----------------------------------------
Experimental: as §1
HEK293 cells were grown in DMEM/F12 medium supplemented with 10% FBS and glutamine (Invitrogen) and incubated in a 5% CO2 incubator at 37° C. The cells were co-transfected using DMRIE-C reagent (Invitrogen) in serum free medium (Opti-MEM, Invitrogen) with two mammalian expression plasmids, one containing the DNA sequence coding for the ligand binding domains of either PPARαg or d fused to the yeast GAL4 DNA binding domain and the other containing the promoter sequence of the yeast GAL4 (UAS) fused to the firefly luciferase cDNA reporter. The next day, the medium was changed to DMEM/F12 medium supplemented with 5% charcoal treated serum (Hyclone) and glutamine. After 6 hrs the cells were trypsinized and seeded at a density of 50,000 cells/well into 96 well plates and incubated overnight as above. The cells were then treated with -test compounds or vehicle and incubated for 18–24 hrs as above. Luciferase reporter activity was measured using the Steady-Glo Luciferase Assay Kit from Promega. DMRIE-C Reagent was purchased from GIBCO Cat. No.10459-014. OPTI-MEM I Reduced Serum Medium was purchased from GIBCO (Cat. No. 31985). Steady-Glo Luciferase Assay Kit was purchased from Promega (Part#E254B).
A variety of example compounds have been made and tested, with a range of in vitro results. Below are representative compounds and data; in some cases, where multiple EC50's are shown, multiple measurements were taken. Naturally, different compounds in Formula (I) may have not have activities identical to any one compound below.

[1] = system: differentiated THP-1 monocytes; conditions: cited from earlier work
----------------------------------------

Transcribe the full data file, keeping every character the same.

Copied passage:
Experimental: as §1
HEK293 cells were grown in DMEM/F12 medium supplemented with 10% FBS and glutamine (Invitrogen) and incubated in a 5% CO2 incubator at 37° C. The cells were co-transfected using DMRIE-C reagent (Invitrogen) in serum free medium (Opti-MEM, Invitrogen) with two mammalian expression plasmids, one containing the DNA sequence coding for the ligand binding domains of either PPARαg or d fused to the yeast GAL4 DNA binding domain and the other containing the promoter sequence of the yeast GAL4 (UAS) fused to the firefly luciferase cDNA reporter. The next day, the medium was changed to DMEM/F12 medium supplemented with 5% charcoal treated serum (Hyclone) and glutamine. After 6 hrs the cells were trypsinized and seeded at a density of 50,000 cells/well into 96 well plates and incubated overnight as above. The cells were then treated with -test compounds or vehicle and incubated for 18–24 hrs as above. Luciferase reporter activity was measured using the Steady-Glo Luciferase Assay Kit from Promega. DMRIE-C Reagent was purchased from GIBCO Cat. No.10459-014. OPTI-MEM I Reduced Serum Medium was purchased from GIBCO (Cat. No. 31985). Steady-Glo Luciferase Assay Kit was purchased from Promega (Part#E254B).
A variety of example compounds have been made and tested, with a range of in vitro results. Below are representative compounds and data; in some cases, where multiple EC50's are shown, multiple measurements were taken. Naturally, different compounds in Formula (I) may have not have activities identical to any one compound below.

[1] = system: differentiated THP-1 monocytes; conditions: cited from earlier work